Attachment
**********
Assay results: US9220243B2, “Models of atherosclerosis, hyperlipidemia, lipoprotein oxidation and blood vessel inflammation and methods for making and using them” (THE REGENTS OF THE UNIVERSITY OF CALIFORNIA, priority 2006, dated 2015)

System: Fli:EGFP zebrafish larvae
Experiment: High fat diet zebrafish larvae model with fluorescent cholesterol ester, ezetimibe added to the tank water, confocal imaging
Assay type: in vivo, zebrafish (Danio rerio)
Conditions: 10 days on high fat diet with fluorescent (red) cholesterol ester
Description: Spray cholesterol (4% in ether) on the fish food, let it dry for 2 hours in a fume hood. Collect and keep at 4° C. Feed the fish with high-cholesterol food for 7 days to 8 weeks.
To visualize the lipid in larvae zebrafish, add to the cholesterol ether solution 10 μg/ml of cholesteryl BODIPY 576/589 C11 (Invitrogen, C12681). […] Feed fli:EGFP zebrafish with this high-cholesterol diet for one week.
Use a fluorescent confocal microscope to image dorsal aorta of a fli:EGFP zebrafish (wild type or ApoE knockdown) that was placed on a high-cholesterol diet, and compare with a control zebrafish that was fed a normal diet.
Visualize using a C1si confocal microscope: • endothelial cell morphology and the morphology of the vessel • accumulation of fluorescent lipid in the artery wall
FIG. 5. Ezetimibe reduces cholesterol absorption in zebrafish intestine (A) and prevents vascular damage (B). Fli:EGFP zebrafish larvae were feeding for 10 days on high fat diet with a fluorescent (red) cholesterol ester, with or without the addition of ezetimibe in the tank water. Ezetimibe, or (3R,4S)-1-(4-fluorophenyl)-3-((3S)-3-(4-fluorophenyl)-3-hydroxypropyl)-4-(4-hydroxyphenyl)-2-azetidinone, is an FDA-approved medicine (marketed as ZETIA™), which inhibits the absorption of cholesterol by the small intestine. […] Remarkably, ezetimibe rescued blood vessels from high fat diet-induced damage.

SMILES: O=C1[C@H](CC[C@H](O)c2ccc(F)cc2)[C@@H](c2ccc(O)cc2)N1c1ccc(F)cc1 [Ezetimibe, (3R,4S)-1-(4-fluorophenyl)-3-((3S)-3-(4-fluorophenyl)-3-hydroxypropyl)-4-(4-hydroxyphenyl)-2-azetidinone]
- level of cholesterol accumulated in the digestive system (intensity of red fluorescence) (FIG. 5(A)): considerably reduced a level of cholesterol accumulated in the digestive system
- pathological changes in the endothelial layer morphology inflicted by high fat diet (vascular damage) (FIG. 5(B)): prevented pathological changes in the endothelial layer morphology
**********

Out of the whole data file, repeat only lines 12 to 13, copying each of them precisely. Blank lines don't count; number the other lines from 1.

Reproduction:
- level of cholesterol accumulated in the digestive system (intensity of red fluorescence) (FIG. 5(A)): considerably reduced a level of cholesterol accumulated in the digestive system
- pathological changes in the endothelial layer morphology inflicted by high fat diet (vascular damage) (FIG. 5(B)): prevented pathological changes in the endothelial layer morphology